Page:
Fig. 1
figure 1

Photograph of the Wen Yuan Ge (taken by the author in December 2021)

Fig. 2
figure 2

Depiction of the site of the Wen Yuan Ge in the Yangshi Lei Archives (source: National Library of China)

In contemporary scholarship, the examination of the Wen Yuan Ge has centred on its distinctive green hue. In 1906, during the comprehensive analysis of the Forbidden City’s architectural colour, Japanese scholars, including Tadatsugu Ito, categorized the dark green roof colour of the Wen Yuan Ge as a distinct type, setting it apart from the yellow-glazed roofs of other royal palaces ([13], p. 76) In 1935, Liu Dunzhen and Liang Sicheng conducted a comprehensive examination of the Wen Yuan Ge, providing a detailed description of its overall green appearance and the colouration of its various components, introducing the term "humble" style ([14], p. 112). Subsequently, scholars predominantly used "elements of water" and "fire prevention" to describe the finishes on the Wen Yuan Ge ([11], p. 203)

Objective reproduction and subjective expression of colour

Current methods for acquiring information about colour on architectural heritage can be broadly categorized into two groups: those reliant on large amounts of data to calculate simulated colours and those that are not. Utilizing tools such as the NCS colour reader alongside real painted samples enables the definition of hue, chroma, and lightness without colour data calculation and analysis. This approach has proven to be instrumental in guiding colour decisions for restoration purposes ([15, 16]). Alternatively, researchers can employ the 3D-reality-based colour managed modelling method, enabling simultaneous processing of both colour and shape data [17]. It is important to note that the NCS system lacks representation for primarily low-lightness colours [18], and the 3D model may be inadequate for capturing precise data [19].

The colour collection method used in this study was developed by Luke Li’s team at Tsinghua University [20]. The research methodology comprises four key steps: an on-site colour survey, macro photography, dimension collection, and CIELab colour data collection. Colorimetric data are primarily gathered using portable microscopes or macro cameras for capturing microimages and colour catchers (Ral Nano) for identifying CIELab colour data [21]. On-site colour research involves dimension surveys, photography with a ColorChecker [22], and colour measurements. Subsequently, the researchers analysed and screened the collected data. Users can tailor different colour schemes based on specific applications.Footnote 4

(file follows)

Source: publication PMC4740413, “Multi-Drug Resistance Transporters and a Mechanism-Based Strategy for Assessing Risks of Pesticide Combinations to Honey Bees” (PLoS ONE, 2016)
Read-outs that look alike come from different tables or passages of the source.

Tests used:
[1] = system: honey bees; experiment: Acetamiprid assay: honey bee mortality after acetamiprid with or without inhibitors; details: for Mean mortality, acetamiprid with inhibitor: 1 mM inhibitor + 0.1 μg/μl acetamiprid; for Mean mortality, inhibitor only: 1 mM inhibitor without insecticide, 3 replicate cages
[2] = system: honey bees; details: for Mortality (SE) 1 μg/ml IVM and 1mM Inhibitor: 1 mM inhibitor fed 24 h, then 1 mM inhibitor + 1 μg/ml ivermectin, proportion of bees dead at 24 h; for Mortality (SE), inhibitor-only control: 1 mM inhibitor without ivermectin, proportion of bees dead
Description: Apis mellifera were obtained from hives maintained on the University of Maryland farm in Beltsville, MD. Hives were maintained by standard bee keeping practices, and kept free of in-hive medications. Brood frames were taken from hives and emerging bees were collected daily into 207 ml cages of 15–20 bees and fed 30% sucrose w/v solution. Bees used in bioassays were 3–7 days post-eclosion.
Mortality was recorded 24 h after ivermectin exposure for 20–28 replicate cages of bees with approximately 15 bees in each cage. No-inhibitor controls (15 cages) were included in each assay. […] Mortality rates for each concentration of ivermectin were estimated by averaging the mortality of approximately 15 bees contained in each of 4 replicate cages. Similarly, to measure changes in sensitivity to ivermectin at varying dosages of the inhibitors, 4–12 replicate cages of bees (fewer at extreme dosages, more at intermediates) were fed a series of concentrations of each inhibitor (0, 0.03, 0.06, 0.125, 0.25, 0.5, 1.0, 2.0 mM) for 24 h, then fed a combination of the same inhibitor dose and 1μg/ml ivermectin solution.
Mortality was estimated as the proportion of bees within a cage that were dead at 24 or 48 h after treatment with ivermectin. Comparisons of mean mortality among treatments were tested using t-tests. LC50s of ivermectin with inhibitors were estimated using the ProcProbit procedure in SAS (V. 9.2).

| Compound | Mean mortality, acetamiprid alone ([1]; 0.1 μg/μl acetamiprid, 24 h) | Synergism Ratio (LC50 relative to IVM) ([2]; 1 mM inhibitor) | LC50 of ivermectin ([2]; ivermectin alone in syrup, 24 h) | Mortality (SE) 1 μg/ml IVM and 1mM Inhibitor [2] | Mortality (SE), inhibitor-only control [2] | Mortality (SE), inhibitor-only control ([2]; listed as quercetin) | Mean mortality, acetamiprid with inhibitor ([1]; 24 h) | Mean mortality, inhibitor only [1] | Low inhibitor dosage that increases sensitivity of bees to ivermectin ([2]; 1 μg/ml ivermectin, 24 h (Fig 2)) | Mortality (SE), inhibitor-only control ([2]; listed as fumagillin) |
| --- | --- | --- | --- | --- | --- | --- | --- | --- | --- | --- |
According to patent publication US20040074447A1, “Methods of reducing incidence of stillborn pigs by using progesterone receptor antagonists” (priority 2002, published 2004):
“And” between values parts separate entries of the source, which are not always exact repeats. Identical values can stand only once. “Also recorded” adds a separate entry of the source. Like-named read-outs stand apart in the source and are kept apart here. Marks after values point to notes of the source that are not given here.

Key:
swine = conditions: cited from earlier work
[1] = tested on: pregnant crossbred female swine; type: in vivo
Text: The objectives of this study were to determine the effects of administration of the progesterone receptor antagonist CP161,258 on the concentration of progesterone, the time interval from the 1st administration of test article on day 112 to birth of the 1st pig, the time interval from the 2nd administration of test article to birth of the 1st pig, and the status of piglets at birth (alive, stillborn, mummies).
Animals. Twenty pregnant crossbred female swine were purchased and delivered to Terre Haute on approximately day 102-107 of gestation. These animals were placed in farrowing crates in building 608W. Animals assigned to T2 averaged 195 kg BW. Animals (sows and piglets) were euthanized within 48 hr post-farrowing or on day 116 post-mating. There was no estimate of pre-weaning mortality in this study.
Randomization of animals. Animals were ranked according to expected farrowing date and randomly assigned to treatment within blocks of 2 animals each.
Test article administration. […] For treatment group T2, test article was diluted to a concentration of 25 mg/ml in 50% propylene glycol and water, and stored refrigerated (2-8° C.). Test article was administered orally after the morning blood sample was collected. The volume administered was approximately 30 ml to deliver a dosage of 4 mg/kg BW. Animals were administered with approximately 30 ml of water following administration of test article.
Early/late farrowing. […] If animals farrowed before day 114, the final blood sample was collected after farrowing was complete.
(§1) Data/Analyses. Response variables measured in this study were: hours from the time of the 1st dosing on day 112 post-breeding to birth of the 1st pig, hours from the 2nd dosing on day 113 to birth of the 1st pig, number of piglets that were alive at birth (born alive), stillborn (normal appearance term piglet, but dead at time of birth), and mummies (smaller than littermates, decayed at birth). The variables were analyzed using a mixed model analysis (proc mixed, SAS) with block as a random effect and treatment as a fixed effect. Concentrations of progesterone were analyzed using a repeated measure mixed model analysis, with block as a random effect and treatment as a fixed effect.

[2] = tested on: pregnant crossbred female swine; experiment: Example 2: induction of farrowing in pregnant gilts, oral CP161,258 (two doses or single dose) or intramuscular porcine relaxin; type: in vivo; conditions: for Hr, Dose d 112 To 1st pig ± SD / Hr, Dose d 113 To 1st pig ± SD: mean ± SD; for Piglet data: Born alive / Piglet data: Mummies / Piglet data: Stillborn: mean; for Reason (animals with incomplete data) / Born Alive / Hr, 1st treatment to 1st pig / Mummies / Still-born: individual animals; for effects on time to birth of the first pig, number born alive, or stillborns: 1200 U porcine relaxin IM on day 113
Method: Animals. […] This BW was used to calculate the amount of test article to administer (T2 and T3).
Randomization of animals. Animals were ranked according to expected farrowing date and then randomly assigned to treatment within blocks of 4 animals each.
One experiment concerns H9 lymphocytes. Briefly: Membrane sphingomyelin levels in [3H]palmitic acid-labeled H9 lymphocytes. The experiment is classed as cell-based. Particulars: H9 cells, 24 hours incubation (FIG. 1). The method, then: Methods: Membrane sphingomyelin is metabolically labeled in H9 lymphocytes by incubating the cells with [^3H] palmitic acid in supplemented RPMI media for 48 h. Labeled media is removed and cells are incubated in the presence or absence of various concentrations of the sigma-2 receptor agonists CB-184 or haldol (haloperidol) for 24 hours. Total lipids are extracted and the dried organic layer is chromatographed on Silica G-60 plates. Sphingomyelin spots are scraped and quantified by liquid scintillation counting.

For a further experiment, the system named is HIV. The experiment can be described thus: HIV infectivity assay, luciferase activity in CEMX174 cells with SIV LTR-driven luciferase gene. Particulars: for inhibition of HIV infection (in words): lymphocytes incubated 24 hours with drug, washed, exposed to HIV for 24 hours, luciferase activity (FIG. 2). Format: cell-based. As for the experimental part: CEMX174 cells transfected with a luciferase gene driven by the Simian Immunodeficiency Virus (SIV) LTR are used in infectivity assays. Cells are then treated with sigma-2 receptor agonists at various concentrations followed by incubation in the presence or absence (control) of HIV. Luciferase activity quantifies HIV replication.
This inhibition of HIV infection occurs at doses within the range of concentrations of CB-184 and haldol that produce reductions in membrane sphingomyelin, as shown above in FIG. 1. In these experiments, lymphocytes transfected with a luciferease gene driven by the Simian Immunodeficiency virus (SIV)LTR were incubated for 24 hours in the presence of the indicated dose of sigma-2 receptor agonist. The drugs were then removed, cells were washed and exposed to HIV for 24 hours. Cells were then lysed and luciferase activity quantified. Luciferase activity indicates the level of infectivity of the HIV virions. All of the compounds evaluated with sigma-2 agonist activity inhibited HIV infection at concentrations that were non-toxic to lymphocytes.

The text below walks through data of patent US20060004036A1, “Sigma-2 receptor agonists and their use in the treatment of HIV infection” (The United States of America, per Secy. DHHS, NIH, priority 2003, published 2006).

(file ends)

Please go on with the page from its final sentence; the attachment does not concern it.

Building upon the abovementioned colour data collection methods, this study integrates colour perception research into personalized colour schemes based on personal preferences. These preferences reflect the maker's comprehension of design and are influenced by the maker's colour training and cultural background. Different mapping processes yield distinct colour effects, contributing to the exploration of colour perception rules (Fig. 3).

Fig. 3
figure 3

Colour research flow chart

Wen Yuan Ge colour data analysis and visualization—colour simulation expression based on quantitative analysis

Colour measurement and analysis: visualization of colour data

Following manual screening of the measured colour data (Fig. 4), researchers derived the extremes of chroma (Figs. 5 and 6), simulating the restored colour data after removing impurities and dust (see Fig. 7).

Fig. 4
figure 4

Colour measurement data screening process

Fig. 5
figure 5

Colour measurement data

Fig. 6
figure 6

(Source: author)

Colour painting of the fifth unit of the Wen Yuan Ge: Extreme chroma values—Scheme D

Fig. 7
figure 7

(Source: author)

Orthophotographs and photographs taken on site

In examining dynastic architectural colour, instrumental identification, which retrieves colour point by point and is less influenced by lighting and observer conditions than typical visual observation, yields relatively accurate and objective results. However, instrumental identification falls short of precisely reflecting colour perception during a specific historical time and cannot faithfully represent historical colour until precise sample detection and component section analysis are employed, which helps identify colour chronicles in layers.

Individual preferences for colour: visualization of individual observations

Aligning the measured colours with the drafter's observation, experience and personal preferences enables architectural heritage preservation practitioners to engage in reasoned hypotheses when exploring colour design.

In the colour scheme using extreme chroma values, the lead-white colour diverges from the typical white colour. To address this issue, the researchers increased the saturation and introduced more tint to achieve a neutral colour (Fig. 8). Following adjustments, the overall brightness contrast became relatively pronounced. The integration imparted a calm and peaceful ambiance, aligning closely with the identity of the “Royal Library”.

Fig. 8
figure 8

(Source: author)

Colour painting of the fifth unit of the Wen Yuan Ge: The combined version – Scheme E

The personalized colour scheme selects colours based on white balance-corrected images of the architecture (Fig. 9). This version relies primarily on personal preference without colorimetric data. Despite the absence of quantitative data, the observed results intuitively seem to align closely with the object's current state. The researcher’s inclination towards less saturated colours in colour selection influences the colour results in Scheme C. In the initial phases of colour research, the colour-corrected photo version in Scheme C was an illustrative representation of colour relationships and a preliminary foundation for colour design (see Fig. 10).

Fig. 9
figure 9

(Source: author)

Colour painting of the fifth unit of the Wen Yuan Ge: Colour-corrected photo version—Scheme C

Fig. 10
figure 10